The controversial Binance Smart Chain is back on the news. Apparently, the Dapps it hosts have been the target of eight flash loan hacks in the last few days. Unofficially, it’s rumored that the amount lost is close to a whopping one billion dollars. Binance thinks “well organized hackers are targeting BSC now.” Twitter is skeptical, but that comes as no surprise.
There are >8 #flashloan hacks recently, we believe, an well organized hackers are targeting #BSC now. It is very challenging time for the BSC communty. We are calling for the actions for all the #dapps:
— Binance Smart Chain (@BinanceChain) May 30, 2021
A call to action for all Daaps on the BSC
If the Binance Smart Chain is centralized, can’t they just take care of the problem themselves? That’s the main advantage of a centralized operation. Also, can the projects they host really be called Daaps? That’s a question for another day. For now, Binance is calling for said projects to do the following:
Work with your audit companies to do another health check. If you are forked projects, please double and triple check your changes from the original version.
Apply necessary risk control measures to actively monitor any anomaly in a real-time manner and pause the protocol if any anomaly indeed occurs.
Plan a contingency plan for the worst case if (a hack is) really happening.
Setup your own bounty program or on the immunefi if possible.
They’re also offering free consultations from blockchain security companies PeckShield and CertiK Security Leaderboard.
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BNB price chart on Binance | Source: BNB/USDT on TradingView.com
How Do Flash Loan Hacks Work?
The DeFi world is the wild wild west right now. That’s one of the reasons it’s exciting, fast, and fun. There are a lot of risks involved, though, both for the users and for the developers. This particular hack targets the latter, and it uses one of DeFi’s defining services to do so.
1⃣ The hacker used PancakeSwap to borrow a huge amount of BNB
2⃣ The hacker then went on to manipuate the price of USDT/BNB as well as BUNNY/BNB
3⃣ The hacker ended up getting a huge amount of BUNNY through this flash loan
— pancakebunny.finance (@PancakeBunnyFin) May 20, 2021
Basically, flash loans allow users to borrow large quantities of assets from an “on-chain liquidity pool,” which they have to return within the same transaction. They pay a low fee, and everyone is happy. The problem is, those large quantities of assets can be used to “manipulate the market with one large trade.”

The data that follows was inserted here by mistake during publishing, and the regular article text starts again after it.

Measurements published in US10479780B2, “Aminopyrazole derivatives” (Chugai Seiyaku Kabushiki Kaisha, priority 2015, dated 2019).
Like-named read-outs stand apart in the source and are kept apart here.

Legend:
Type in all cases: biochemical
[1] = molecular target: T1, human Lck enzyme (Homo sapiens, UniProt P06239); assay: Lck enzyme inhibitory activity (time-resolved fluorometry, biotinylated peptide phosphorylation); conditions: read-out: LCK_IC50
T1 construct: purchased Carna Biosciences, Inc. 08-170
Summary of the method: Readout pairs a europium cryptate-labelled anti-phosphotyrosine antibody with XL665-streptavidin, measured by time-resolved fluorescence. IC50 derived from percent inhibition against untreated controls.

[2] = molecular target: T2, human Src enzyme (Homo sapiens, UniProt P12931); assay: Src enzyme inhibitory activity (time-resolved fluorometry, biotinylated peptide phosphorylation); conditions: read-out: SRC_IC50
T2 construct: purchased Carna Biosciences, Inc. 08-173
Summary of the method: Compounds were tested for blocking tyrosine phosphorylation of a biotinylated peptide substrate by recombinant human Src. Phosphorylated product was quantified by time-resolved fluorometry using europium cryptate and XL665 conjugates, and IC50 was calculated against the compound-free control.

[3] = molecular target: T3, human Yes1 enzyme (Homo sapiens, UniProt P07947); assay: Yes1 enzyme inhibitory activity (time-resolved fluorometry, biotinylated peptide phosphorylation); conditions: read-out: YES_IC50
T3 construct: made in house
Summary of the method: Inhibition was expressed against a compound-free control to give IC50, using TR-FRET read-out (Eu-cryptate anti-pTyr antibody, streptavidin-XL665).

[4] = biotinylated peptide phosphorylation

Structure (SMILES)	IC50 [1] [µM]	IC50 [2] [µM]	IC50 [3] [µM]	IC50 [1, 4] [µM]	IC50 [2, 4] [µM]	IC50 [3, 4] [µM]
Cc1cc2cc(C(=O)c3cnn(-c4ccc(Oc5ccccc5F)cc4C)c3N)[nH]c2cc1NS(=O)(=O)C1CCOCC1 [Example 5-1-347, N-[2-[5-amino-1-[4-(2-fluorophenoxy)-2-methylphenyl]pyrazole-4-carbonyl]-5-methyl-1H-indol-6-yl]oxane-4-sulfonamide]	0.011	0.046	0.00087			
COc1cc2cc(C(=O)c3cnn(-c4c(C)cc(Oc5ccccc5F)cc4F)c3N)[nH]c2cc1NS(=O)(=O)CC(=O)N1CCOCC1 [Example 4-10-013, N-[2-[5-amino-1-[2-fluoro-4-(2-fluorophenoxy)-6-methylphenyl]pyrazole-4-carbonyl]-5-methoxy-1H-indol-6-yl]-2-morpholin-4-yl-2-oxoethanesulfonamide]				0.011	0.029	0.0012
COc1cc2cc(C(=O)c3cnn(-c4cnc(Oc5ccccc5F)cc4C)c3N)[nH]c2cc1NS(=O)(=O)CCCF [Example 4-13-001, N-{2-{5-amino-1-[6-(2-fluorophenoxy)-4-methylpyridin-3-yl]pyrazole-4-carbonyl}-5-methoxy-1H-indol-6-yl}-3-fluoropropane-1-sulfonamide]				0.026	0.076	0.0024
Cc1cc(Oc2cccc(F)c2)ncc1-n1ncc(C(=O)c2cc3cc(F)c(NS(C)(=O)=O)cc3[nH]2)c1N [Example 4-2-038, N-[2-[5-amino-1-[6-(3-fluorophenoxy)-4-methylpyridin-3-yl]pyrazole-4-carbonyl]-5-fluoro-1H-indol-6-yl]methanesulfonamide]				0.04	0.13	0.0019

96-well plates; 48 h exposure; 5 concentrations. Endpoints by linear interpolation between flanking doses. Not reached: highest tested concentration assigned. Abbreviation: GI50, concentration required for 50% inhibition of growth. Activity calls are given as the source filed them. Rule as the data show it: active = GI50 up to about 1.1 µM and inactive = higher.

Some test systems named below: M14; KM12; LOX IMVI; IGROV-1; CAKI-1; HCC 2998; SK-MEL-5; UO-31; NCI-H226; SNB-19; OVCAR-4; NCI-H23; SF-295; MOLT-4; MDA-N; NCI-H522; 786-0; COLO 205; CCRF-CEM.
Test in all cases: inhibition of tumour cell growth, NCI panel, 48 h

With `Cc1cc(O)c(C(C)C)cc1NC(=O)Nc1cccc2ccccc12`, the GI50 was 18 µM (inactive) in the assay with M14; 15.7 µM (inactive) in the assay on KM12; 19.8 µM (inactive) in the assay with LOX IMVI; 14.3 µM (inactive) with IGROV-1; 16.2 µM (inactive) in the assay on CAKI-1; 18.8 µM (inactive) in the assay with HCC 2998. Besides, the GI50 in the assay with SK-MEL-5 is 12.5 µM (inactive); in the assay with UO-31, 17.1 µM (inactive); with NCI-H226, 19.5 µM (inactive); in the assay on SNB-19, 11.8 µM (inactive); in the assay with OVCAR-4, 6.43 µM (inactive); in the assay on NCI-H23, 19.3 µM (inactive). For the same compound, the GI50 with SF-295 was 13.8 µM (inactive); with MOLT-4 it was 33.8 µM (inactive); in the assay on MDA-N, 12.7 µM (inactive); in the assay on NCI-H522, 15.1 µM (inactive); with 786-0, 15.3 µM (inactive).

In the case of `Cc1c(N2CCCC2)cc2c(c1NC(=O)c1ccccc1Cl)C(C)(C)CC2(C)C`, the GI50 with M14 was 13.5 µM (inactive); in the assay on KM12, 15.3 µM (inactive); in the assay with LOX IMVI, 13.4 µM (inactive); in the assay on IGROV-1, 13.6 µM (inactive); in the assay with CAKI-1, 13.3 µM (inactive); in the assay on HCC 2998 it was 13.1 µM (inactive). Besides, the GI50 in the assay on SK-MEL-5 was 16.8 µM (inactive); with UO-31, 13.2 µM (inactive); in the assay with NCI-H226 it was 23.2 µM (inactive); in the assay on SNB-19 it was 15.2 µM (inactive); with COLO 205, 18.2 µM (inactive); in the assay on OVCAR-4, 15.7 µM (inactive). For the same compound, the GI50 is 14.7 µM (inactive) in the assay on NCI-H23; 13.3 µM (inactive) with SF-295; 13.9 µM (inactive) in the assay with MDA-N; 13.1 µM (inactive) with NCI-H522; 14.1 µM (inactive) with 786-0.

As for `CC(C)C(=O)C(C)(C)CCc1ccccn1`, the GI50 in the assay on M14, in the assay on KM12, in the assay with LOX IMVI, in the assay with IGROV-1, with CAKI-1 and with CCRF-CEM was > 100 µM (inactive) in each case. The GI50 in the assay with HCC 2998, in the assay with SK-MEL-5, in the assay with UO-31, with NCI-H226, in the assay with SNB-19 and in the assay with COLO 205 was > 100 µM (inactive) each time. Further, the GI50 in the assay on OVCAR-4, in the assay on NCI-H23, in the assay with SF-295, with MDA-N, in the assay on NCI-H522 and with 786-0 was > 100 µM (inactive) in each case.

So, “protocols that use a blockchain-based decentralized exchange (DEX) as the protocol’s sole price oracle” are at risk. Attackers just have to get a flash loan in one token and swap it for another on the DEX, thus manipulating both prices, one goes up and the other down. Then, they go to their target protocol and use the second token to borrow an even larger quantity of the first token. With that, they pay their loan, pocket the difference, and wait for the market to correct the manipulated price.
Chainlink explains this further, the attackers were:
… able to raise the reported value of the token used as collateral and lower the reported value of the token used as debt. This allowed the attacker to borrow more funds than they should have been able to, creating a toxic position that cannot be fully liquidated, as the collateral became worth less than the debt.
Related Reading | This Ongoing Bitcoin Wallet Hack Has Stolen $22 Million In BTC
Could the hacks be rug pulls?
The skeptical Twitter community has another theory. There are no proofs to support this, but they think that the projects were scams to begin with. And that they’re masquerading their rug pulls as a hack. Binance Academy explains this concept while teaching users how to spot a scam:
If the project team is providing a good portion of the liquidity for the market pair on the AMM, they can just as well remove it and dump the tokens on the market. This typically results in the token price essentially going to zero. As there basically isn’t a market left to sell in, this is often called a rug pull.
AMM refers to Automatic Market Makers, that is services like Uniswap or PancakeSwap. So, could the recent incidents be rug pulls disguised as hacks? It’s certainly a simpler explanation.
Some of the hacked projects, however, are offering their users a compensation package.
The story is still developing. Bitcoinist will keep its eye on it.
Featured Image by Daniel Thomas on Unsplash – Charts by TradingView